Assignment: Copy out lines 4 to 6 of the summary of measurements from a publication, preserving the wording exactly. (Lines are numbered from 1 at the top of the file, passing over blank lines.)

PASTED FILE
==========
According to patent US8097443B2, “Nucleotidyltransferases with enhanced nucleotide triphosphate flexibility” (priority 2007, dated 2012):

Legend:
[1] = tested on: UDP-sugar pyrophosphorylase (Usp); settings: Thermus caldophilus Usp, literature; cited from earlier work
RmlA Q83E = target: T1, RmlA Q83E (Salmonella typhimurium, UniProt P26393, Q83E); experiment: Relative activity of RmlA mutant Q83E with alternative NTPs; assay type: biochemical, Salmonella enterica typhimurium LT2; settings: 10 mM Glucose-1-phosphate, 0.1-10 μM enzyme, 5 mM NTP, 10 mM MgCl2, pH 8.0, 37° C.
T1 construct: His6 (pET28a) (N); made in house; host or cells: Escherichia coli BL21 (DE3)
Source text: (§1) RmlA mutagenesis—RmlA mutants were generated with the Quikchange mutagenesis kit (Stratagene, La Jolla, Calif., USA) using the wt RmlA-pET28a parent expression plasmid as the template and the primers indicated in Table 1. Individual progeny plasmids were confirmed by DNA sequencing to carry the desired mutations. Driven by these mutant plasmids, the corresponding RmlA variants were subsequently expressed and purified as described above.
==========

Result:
RmlA Q83E = target: T1, RmlA Q83E (Salmonella typhimurium, UniProt P26393, Q83E); experiment: Relative activity of RmlA mutant Q83E with alternative NTPs; assay type: biochemical, Salmonella enterica typhimurium LT2; settings: 10 mM Glucose-1-phosphate, 0.1-10 μM enzyme, 5 mM NTP, 10 mM MgCl2, pH 8.0, 37° C.
T1 construct: His6 (pET28a) (N); made in house; host or cells: Escherichia coli BL21 (DE3)
Source text: (§1) RmlA mutagenesis—RmlA mutants were generated with the Quikchange mutagenesis kit (Stratagene, La Jolla, Calif., USA) using the wt RmlA-pET28a parent expression plasmid as the template and the primers indicated in Table 1. Individual progeny plasmids were confirmed by DNA sequencing to carry the desired mutations. Driven by these mutant plasmids, the corresponding RmlA variants were subsequently expressed and purified as described above.